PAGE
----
noun, plural pla·ce·bos, pla·ce·boes.
- a substance having no pharmacological effect but given merely to satisfy a patient who supposes it to be a medicine.
- a substance having no pharmacological effect but administered as a control in testing experimentally or clinically the efficacy of a biologically active preparation.
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Origin of placebo
Words nearby placebo
Example sentences from the Web for placebo
Proof of efficacy requires controlled studies in which some patients get plasma and others get a placebo.The US just approved the use of plasma from covid-19 survivors as a treatment|Antonio Regalado|August 24, 2020|MIT Technology Review
If members of the placebo group contract covid-19 and members of the vaccinated group don’t, that indicates success.
They vaccinated volunteers and then, 24 hours later, gave them either the experimental antibody drug or a placebo.
A large number of people are given either the vaccine or a placebo and then sent back to live their lives, assuming that some of them, at some point, will be exposed to the virus.Some Volunteers Want To Be Infected With Coronavirus To Help Find A Vaccine. But It Isn’t That Simple.|Kaleigh Rogers (firstname.lastname@example.org)|August 6, 2020|FiveThirtyEight
Mice treated with a placebo drug or Brd4 inhibitor alone fared worse.These cells slow an immune response. Derailing them could help fight tumors|Esther Landhuis|July 10, 2020|Science News
After the surgery he discovered that he had simply drunk fruit juice with added sugar and he had been given a placebo.The Week in Death: Alexander Shulgrin, Who Synthesized the Drug Ecstasy|The Telegraph|June 7, 2014|DAILY BEAST
Nobody conceived of a thing like the placebo effect or researcher bias —none of these notions had been worked out yet.Following Tuberculosis From Death Sentence to Cure|Tessa Miller|April 16, 2014|DAILY BEAST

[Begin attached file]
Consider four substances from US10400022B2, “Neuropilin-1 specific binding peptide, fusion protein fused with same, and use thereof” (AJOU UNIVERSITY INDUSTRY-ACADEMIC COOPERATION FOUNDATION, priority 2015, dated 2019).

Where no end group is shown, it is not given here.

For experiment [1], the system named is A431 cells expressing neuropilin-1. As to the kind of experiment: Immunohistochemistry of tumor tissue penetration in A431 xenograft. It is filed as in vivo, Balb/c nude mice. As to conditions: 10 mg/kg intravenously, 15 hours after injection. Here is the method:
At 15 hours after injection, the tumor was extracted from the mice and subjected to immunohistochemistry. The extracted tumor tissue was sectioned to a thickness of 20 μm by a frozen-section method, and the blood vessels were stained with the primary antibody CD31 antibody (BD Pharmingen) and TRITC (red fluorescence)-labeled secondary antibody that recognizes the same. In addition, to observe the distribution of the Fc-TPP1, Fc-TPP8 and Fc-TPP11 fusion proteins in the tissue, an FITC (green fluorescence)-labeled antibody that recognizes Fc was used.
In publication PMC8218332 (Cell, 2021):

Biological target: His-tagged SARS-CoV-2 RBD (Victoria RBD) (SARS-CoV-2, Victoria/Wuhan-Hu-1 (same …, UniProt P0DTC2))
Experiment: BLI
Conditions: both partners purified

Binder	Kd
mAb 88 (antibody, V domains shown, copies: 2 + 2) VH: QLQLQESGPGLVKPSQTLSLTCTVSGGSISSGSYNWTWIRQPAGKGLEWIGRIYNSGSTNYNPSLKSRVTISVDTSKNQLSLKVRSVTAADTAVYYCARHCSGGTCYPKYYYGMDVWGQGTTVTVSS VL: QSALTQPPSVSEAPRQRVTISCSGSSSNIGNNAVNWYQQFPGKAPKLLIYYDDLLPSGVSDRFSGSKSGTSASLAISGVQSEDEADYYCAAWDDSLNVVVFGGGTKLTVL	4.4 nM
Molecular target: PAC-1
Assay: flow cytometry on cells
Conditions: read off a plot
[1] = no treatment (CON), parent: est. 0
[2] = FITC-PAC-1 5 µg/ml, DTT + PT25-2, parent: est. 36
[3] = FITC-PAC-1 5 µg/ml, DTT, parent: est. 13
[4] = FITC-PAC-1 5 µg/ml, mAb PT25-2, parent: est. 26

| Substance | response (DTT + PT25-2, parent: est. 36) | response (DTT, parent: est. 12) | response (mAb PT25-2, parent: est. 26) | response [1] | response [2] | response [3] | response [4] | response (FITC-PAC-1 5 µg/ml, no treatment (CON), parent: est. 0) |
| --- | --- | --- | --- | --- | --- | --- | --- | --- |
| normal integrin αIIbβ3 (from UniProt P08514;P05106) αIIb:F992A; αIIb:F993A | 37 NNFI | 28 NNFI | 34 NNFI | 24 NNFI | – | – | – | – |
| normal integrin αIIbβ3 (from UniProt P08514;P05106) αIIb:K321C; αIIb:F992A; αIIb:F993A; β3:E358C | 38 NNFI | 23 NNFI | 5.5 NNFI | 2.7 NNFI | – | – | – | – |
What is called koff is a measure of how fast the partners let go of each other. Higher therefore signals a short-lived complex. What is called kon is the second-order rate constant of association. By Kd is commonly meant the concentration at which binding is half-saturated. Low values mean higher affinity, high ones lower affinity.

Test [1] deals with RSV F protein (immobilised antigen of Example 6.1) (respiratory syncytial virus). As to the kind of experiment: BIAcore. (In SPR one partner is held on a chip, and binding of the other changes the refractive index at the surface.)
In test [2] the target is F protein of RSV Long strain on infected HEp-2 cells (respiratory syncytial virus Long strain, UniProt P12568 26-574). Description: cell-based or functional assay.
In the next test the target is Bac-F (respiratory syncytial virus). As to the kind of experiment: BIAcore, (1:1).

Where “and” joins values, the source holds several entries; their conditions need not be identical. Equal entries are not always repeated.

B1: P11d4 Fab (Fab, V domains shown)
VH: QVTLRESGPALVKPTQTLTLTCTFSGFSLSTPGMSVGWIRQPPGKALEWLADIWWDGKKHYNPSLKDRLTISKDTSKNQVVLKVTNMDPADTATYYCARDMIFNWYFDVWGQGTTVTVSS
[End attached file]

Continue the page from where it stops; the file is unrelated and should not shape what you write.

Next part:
Those who had received the actual drug reported better levels of self-satisfaction than the unfortunates who just got the placebo.Kythera Helps You Melt Your Double Chin, No Diet or Surgery Required|Daniel Gross|September 17, 2013|DAILY BEAST
The second is the placebo effect, which will often cause anything presented as medication to “work.”
Of 8,696 men taking a placebo (the comparison group), 529 (9.3 cancers per 1,000 person-years) developed the disease.
With him Placebo justifies his assentation on the ground that lords are better informed than their inferiors.The Works of Alexander Pope, Volume 1|Alexander Pope
We'll call this the placebo criticism and will come back to it, too, in a moment.
The placebo effect has become increasingly interesting to psychological as well as medical researchers.
This is a last phase of the metaphysical polity, and is only a kind of placebo.
The dirage was concluded, and vespers for the dead were now commencing with the "Placebo Domino."
British Dictionary definitions for placebo
noun plural -bos or -boes
Word Origin for placebo
Medical definitions for placebo
n. pl. pla•ce•bos
Scientific definitions for placebo
Cultural definitions for placebo
A substance containing no active drug, administered to a patient participating in a medical experiment as a control.